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Just finished a stunning book, The Girl with Seven Names by Hyanseo Lee. If you, like me, know little about North Korea and how it came to be what it is today, you’ve got to read this book. It’s a memoir written by a young woman who escaped from North Korea about 9 years ago. Her journey – and I mean JOURNEY – is harrowing, frightening, amazing, heart-rendering all at the same time. She chronicles the lives of the Kims (Kim Il-Sung, Kim Jong-Il to current Kim Jong Un), shares the strict propaganda that surrounds every North Korean citizen, the poverty and hunger, as well as the underground black market for food and goods. It took her awhile to get from North Korea, to China and eventually to South Korea, where she currently lives. She’s well educated and speaks English quite well. She was invited to be a speaker at a TED talk – you know about those, right? TED (Technology, Entertainment, Design) is a media organization which posts talks online for free distribution, under the slogan “ideas worth spreading.” I listen to them as  podcasts now and then. Always very educational, if sometimes over my head when it gets very technical. She works diligently for human rights now, doing her best to help other North Koreans escape. You owe it to yourself to read this book.

Also just finished reading The Sandcastle Girls by Chris Bohjalian. Another WOW book. I’ve always liked the author – many years ago I read his book, Midwives (don’t confuse this book with the one I recently read and is reviewed below) and really liked it. I think we read it in one of my book groups. He’s a brilliant writer, and this one has a lot of characters and twists. It’s a novel, but based on a lot of truth regarding the Armenian genocide. Most of the book takes place in Aleppo, Syria with some good Samaritan folk trying to help rescue people (mostly children) following the forced long marches the Turks made prodding the Turkish Armenians to exit their country. But it also jumps to near present day as a family member is trying to piece together obscure parts of her grandparents’ former lives there. She uncovers some hidden truths (many survivors of the genocide never-ever wanted to talk about it) and a bit more about her Armenian heritage. A riveting book – I could hardly put it down. Lots to discuss for a book club read. I simply must read more of Bohjalian’s books (he’s written many).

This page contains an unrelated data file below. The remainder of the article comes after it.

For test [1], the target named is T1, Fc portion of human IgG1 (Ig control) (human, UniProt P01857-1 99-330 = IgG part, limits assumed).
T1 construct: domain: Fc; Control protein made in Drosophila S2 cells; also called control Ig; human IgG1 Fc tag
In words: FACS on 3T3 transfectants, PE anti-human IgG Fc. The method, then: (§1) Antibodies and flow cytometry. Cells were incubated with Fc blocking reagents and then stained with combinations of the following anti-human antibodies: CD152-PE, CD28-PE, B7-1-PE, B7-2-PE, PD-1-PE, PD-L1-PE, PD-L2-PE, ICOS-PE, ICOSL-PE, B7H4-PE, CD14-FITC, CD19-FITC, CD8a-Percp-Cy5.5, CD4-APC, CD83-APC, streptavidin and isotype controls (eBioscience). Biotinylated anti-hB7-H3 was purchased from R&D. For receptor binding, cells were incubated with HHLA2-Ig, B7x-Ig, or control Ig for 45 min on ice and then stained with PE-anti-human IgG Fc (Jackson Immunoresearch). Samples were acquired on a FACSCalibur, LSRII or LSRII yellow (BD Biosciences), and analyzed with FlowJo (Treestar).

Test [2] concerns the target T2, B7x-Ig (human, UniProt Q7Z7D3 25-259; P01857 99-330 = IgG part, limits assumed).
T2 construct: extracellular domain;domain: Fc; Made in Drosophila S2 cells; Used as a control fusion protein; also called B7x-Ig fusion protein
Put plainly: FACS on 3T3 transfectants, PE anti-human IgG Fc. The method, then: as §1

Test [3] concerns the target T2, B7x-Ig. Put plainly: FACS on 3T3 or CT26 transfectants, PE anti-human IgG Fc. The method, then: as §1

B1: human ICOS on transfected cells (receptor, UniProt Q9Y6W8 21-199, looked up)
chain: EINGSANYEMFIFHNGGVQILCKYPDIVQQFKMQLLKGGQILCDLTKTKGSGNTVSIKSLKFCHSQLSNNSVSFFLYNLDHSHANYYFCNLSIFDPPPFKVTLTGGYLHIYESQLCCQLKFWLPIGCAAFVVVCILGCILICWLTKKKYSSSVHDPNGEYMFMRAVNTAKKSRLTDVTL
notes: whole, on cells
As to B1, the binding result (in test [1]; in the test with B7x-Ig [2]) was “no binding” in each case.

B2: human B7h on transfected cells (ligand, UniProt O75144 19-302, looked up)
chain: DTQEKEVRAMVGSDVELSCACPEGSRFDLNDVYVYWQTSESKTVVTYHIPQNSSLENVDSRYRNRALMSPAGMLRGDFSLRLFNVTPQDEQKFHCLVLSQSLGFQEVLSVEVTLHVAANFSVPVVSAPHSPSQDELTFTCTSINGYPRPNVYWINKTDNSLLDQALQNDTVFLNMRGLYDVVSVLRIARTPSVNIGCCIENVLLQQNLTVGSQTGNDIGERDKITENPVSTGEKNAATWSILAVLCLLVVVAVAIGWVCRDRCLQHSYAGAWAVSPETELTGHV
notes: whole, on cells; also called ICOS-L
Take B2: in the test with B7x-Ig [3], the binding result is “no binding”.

The Good Widow: A Novel by Lisa Steinke. All I can say is “wow.” In a general sense, this book is based on the premise of The Pilot’s Wife. But this one has some totally different twists and turns. A young wife is met at the door by police, informing her that her husband has died in an auto accident. Then she finds out he died in Hawaii – not Kansas, where she thought he was, on business. Then she finds out there was a woman in the car. Then she meets the fiance of the woman passenger and the two of them embark on a fact-finding mission in Hawaii to discover the truth. Well, I’m just sayin’ . . . the plot thickens. And thickens. And thickens clear up to the last few pages. Hang onto your seat. A really, really good, suspenseful read.

The Girl Who Wrote in Silk by Kelli Estes. What a WONDERFUL book. It opens up a shameful part of America’s past, but one you might not have heard about before this. In the late 1800s thousands of Chinese workers were brought to the West Coast to help with a variety of construction projects and a myriad of other things where laborers were needed. Many settled, married and made a new life for themselves. But suddenly the white population didn’t want them here anymore and they summarily ordered them ALL out of our country. This book chronicles a young Chinese girl, who was on a ship that was supposed to take her family to China, but the ship’s captain decided en route to dump them all overboard, to drown. The girl’s father knew it was going to happen and in order to save her, he threw his daughter off the ship as they were passing Orcas Island (in the San Juan Islands west of Seattle). She was saved. The book switches from that time to current time as a woman is rebuilding her family’s home on Orcas and finds a beautifully embroidered silk Chinese robe sleeve hidden under a stair step. The book is about that sordid past and the young girl’s descendents, and about the woman who is rebuilding. Stunner of a novel. Good for a book club read, I think. It has a reader’s guide at the back with good questions for book groups.